Down To Earth talks to Miranda Brown, historian of premodern Chinese food and medicine and University of Michigan professor, about Chinese cuisine in the wake of COVID-19
Ever since the novel coronavirus (SARS-COV-2) appeared at the end of last year, reportedly at a seafood market in China’s Wuhan city, Chinese people and cuisine have been at the receiving end of intense scrutiny and even vicious, racist remarks. Does Chinese cuisine really deserve the bad press that it is getting? Does it really consist of exotic meats? Down To Earth spoke to historian of premodern Chinese food and medicine and University of Michigan professor, Miranda Brown to find out. Edited excerpts:
Rajat Ghai: As a top expert of Chinese cuisine, what has been your reaction so far to the intense scrutiny and nasty, racist comments about the eating habits of the Chinese people since the COVID-19 pandemic broke?
Miranda Brown: I’m not terribly surprised, though I am sad. I would have hoped that people especially in the US would have moved well beyond nineteenth-century stereotypes about the Chinese.
But it was disappointing to see a senator blame Chinese people for the virus, and accuse them (I paraphrase) of being filthy eaters.
RG: The main criticism is centred around allegations that Chinese people ‘eat anything that moves’ since the pandemic reportedly began in a Wuhan wet market. What position does wild game occupy in Chinese cuisine? Is it a more recent phenomenon? Lastly, is wild game eaten throughout China proper or more in the warm, tropical and humid south?
MB: Well, folks don’t actually eat ‘whatever that moves.’ Many Chinese have never consumed dog, for example.
Game meat is an old thing in China. You have references to folks consuming civet — but I honestly have never seen that on a modern menu!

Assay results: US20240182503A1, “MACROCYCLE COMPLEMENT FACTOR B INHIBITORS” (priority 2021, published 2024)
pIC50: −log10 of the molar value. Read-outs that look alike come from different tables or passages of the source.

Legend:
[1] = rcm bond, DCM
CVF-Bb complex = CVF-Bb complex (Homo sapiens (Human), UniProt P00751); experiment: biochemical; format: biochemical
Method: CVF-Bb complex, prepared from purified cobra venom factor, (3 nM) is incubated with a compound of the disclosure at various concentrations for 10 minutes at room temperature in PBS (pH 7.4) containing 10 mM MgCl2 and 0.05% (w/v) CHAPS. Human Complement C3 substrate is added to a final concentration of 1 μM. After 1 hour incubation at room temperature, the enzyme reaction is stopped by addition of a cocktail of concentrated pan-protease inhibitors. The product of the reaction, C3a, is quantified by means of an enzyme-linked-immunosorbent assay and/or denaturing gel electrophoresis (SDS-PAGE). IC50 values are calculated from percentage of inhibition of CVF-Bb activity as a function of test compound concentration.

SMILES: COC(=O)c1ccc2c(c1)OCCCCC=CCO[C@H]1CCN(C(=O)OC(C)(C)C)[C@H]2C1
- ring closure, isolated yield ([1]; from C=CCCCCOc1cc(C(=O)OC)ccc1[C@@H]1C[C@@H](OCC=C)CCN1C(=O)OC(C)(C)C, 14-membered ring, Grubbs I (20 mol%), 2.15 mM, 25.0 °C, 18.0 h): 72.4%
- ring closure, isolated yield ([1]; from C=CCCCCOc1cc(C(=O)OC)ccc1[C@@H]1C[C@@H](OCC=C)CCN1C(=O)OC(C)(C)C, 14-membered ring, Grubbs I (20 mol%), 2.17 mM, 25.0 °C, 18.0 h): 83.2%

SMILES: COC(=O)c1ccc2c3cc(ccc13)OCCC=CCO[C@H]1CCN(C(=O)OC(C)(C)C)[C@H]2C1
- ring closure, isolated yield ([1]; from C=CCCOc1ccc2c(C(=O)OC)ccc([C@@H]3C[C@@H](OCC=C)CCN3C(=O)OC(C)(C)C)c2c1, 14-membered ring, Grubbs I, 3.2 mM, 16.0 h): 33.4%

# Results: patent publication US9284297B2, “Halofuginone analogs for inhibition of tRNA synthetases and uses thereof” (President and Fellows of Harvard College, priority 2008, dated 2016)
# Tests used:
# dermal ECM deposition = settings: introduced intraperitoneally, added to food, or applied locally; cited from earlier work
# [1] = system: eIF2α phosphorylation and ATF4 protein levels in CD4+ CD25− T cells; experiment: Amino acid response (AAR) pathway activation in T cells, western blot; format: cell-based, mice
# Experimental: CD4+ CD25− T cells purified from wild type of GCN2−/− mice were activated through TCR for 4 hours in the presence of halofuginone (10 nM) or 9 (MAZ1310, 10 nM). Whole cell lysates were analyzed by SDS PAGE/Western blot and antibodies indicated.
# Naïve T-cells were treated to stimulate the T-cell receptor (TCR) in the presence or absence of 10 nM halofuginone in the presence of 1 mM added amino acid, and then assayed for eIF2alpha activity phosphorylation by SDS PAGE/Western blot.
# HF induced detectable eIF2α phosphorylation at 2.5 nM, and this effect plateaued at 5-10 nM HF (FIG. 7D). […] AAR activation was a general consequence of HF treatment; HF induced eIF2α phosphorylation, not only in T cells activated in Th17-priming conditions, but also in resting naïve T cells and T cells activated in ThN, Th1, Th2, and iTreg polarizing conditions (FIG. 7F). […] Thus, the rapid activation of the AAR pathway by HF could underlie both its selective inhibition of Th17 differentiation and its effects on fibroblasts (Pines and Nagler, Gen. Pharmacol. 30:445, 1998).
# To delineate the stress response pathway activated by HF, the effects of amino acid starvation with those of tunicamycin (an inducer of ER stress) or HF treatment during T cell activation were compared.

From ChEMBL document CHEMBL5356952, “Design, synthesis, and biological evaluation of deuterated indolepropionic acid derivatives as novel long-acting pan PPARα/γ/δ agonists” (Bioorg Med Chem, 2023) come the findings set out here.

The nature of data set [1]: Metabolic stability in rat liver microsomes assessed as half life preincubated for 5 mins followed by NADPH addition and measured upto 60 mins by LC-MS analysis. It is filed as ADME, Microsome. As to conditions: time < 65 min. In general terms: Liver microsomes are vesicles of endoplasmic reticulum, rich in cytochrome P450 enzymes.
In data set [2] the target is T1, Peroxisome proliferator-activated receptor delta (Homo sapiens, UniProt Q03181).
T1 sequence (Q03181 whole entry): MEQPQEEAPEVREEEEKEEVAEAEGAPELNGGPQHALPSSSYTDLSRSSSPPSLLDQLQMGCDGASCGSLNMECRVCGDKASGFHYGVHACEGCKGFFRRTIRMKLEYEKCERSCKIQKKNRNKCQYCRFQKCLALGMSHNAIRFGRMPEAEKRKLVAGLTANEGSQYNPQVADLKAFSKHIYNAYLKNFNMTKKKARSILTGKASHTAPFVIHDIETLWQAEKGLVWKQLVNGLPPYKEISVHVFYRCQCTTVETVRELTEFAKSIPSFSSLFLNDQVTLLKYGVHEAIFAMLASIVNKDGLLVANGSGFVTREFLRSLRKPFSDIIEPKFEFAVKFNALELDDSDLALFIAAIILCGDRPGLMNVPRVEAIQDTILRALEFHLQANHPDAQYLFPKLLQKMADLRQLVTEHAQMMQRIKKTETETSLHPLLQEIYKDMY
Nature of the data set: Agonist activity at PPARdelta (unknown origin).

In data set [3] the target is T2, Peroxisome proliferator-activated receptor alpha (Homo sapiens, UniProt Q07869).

There was also an imperial culture of hunt (like in Europe). Supposedly, there is a regional component to game meat. But I would probably stop short of assuming that game meat is consumed only in China’s south.
Honestly, I doubt that most people eat game meat on a regular basis. It is expensive, and a lot of folks prefer industrial meat that has been certified by the government.
I would also point out that Westerners eat game meat. Louisiana is famous for its alligator sausages. I have had it a couple of times.
You can also get exotic meats in the United States — I’ve seen everything from venison to kangaroo to anteaters. (Kangaroo in Europe, by the way, is considered to be a PC food since it is “green”).
RG: What is the role of meats in Chinese cuisine? What do Confucianism, Taoism and traditional Chinese folk religion have to say about vegetarianism?
MB: Meat has historically been a prestige food (like dairy). If we go back a few hundred years, most peasants would not have had regular access to it.
In fact, you don’t even have to go back a few hundred years. If we return to the time of rationing (the 1960s, 70s and 80s), farmers rarely ate meat more than a few times a year.